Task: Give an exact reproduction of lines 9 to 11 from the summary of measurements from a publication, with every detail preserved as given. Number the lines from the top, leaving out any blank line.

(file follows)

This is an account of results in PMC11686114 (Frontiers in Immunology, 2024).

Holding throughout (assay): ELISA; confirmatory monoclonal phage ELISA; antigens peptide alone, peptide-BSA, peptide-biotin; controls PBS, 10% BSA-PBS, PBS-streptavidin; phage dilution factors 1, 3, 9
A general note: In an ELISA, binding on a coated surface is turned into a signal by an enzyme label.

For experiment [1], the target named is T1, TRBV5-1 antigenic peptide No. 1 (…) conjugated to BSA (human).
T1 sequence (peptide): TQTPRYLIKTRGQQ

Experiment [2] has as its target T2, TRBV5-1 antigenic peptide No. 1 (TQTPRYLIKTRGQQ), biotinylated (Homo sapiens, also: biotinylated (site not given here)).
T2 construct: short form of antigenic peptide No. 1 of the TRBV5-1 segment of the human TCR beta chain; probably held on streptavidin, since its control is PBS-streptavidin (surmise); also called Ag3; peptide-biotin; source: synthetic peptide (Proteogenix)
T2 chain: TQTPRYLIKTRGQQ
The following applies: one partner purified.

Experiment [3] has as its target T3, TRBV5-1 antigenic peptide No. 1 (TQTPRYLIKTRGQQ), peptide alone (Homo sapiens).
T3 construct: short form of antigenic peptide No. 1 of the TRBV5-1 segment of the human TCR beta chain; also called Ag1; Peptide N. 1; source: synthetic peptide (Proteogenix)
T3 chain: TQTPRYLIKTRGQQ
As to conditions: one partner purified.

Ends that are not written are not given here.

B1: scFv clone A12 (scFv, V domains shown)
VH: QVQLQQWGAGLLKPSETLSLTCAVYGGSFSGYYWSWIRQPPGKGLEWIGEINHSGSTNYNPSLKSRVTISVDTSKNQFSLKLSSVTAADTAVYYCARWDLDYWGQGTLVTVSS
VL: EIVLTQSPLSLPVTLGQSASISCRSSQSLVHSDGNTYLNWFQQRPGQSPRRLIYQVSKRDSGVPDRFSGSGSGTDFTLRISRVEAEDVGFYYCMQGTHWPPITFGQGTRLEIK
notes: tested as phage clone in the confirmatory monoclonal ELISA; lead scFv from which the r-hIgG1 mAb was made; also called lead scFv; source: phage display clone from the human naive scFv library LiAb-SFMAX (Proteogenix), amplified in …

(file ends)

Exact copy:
The following applies: one partner purified.

Experiment [3] has as its target T3, TRBV5-1 antigenic peptide No. 1 (TQTPRYLIKTRGQQ), peptide alone (Homo sapiens).
T3 construct: short form of antigenic peptide No. 1 of the TRBV5-1 segment of the human TCR beta chain; also called Ag1; Peptide N. 1; source: synthetic peptide (Proteogenix)